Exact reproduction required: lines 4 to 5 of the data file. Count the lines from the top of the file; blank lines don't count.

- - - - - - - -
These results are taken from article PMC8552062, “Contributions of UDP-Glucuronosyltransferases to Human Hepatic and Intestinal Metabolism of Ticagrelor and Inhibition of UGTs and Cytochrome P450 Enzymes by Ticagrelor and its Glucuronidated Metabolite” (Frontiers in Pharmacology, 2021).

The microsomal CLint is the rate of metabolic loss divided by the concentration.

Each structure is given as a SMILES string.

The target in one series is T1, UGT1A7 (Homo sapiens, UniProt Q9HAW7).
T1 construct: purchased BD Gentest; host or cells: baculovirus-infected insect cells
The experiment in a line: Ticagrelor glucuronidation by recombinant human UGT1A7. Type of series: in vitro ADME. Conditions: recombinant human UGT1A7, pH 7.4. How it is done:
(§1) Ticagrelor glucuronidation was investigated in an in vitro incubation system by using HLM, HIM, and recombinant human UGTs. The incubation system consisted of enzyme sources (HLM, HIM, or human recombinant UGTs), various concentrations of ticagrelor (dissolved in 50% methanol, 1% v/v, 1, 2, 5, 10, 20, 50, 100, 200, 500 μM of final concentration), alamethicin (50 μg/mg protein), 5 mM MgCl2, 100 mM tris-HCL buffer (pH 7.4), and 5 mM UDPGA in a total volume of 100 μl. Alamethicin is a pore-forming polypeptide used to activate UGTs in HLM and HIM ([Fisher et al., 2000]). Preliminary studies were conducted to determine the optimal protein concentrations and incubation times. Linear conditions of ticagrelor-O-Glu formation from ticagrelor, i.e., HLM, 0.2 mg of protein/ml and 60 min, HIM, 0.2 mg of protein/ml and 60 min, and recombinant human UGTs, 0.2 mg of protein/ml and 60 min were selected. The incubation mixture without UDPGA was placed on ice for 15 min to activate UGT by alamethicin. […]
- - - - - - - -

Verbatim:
The target in one series is T1, UGT1A7 (Homo sapiens, UniProt Q9HAW7).
T1 construct: purchased BD Gentest; host or cells: baculovirus-infected insect cells